Safe boating rules Taking time to familarise yourself with the boating rules and local regulations can make the difference between a great day boating, or make the critical difference between a safe day and a tragedy.
- Knowledge - know your boat, know the waterway you will be boating on. Make sure you are familiar with the local charts and locality.
- Keep a good lookout at all times - monitor commercial traffic movements on your radio and look out for yachts, kayaks and other passive craft.
- Always travel at a safe speed so that you can take avoiding action whatever the circumstances.
- Vessel safety check - ensure your boat and all engines are fully serviced. Carry an auxiliary motor.
- Carry at least two means of communication,one should be a VHF radio with channel 16, the universal distress frequency, check out the marine radio networks and keep your radio on at all times. Tell someone of your plans and and anticipated time of return.
Lifejackets, the single most important safety equipment items for your vessel.Take them and wear them. When in the water wearing one will increase your survival time.
- Check the Weather - get the latest marine forecast before you leave. If it is doubtful, don't go! Take advice, contact your local boating club or an experienced Skipper you know. Crossing bars in any weather can be dangerous. The NSW RMS Bar Crossing Web Cam Trial is a great resource for checking bar conditions before setting out.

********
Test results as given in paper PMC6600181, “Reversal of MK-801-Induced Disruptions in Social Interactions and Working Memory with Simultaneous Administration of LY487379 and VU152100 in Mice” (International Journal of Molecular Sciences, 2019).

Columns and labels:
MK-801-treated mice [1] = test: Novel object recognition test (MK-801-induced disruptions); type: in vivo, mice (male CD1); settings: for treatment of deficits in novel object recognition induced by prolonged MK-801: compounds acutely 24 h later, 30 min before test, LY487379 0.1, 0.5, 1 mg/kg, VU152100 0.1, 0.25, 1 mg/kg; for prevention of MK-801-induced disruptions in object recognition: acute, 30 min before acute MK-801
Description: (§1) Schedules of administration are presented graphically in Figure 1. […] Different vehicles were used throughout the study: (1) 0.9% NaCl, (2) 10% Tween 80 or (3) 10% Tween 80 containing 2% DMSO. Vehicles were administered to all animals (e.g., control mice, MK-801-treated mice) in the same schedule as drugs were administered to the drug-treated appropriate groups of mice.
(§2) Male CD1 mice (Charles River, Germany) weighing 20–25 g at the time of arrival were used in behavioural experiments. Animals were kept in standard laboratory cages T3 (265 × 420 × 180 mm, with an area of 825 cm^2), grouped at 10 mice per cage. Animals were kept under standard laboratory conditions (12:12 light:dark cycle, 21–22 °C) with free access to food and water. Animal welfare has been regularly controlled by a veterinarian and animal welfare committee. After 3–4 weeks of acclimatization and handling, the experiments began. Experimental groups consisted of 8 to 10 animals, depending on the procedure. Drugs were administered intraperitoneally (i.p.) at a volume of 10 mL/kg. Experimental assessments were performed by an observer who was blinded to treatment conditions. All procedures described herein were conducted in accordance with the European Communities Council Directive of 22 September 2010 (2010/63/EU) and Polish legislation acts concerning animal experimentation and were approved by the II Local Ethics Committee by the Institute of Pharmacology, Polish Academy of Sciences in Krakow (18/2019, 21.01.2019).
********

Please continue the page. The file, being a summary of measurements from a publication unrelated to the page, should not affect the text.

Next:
- If you are suddenly in an unfamiliar situation, remain calm, assess your position, identify the problem and call for assistance.The national telephone number for emergency services in Australia including AMBULANCE, FIRE, and POLICE is 000.
How 000 works
000 calls are answered by a Telstra Operator who will ask which service you require - Police, Water Police, Fire or Ambulance. The operator will ask relevant questions, and arrange an appropriate response. 000 calls are free on all mobile phones. From analogue phones, 000 will connect callers, although many newer digital phones require the user to dial 112, the international standard emergency number. Consult your carrier if you are uncertain how to access the 000 emergency network.
Your boat maybe a small tinnie, Quintrex, Haines, or a Searay but, whatever the size, or type here's some advice to keeping safe on the water. Hull design, amount of free board (height from deck to water), chine (intersection of the bottom and sides of a flat or v-bottomed boat), passenger numbers, fuel on board and conditions of the day, all come into play when determining your boats stability and how it handles on the water. Keep a good lookout. Watch wave height, watch for wake. Reduce speed and take the wave on a 45 degree angle. Your passengers and other boaters will appreciate your boat handling skill.
Lifejackets are a requirement. You must carry a correctly sized, serviceable lifejacket for each person on board your vessel. They must be stored or placed to allow quick and easy access. ×